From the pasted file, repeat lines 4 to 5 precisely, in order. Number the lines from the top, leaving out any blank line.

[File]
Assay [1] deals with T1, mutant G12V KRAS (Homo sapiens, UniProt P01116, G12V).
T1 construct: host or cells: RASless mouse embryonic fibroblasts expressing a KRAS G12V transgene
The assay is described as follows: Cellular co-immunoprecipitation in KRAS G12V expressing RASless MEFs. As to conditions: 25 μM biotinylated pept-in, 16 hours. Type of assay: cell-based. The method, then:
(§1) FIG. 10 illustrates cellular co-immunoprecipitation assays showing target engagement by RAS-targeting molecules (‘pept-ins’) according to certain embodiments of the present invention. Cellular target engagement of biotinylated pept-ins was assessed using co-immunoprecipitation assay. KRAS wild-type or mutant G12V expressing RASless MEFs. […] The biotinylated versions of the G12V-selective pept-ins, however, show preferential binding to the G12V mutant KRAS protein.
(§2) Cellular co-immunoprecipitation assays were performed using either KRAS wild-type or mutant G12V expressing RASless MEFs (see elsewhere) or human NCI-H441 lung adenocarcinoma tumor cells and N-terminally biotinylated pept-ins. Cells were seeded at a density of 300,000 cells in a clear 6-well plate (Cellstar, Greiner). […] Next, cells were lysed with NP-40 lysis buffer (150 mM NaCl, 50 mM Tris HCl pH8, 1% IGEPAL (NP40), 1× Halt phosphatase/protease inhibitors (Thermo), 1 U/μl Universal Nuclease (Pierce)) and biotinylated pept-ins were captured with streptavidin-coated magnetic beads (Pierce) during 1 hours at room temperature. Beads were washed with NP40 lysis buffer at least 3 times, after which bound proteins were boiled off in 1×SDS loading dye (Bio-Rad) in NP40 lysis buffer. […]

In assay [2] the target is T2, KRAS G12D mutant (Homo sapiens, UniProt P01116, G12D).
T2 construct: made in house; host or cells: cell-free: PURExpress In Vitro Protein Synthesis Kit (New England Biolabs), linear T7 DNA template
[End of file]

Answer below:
(§1) FIG. 10 illustrates cellular co-immunoprecipitation assays showing target engagement by RAS-targeting molecules (‘pept-ins’) according to certain embodiments of the present invention. Cellular target engagement of biotinylated pept-ins was assessed using co-immunoprecipitation assay. KRAS wild-type or mutant G12V expressing RASless MEFs. […] The biotinylated versions of the G12V-selective pept-ins, however, show preferential binding to the G12V mutant KRAS protein.
(§2) Cellular co-immunoprecipitation assays were performed using either KRAS wild-type or mutant G12V expressing RASless MEFs (see elsewhere) or human NCI-H441 lung adenocarcinoma tumor cells and N-terminally biotinylated pept-ins. Cells were seeded at a density of 300,000 cells in a clear 6-well plate (Cellstar, Greiner). […] Next, cells were lysed with NP-40 lysis buffer (150 mM NaCl, 50 mM Tris HCl pH8, 1% IGEPAL (NP40), 1× Halt phosphatase/protease inhibitors (Thermo), 1 U/μl Universal Nuclease (Pierce)) and biotinylated pept-ins were captured with streptavidin-coated magnetic beads (Pierce) during 1 hours at room temperature. Beads were washed with NP40 lysis buffer at least 3 times, after which bound proteins were boiled off in 1×SDS loading dye (Bio-Rad) in NP40 lysis buffer. […]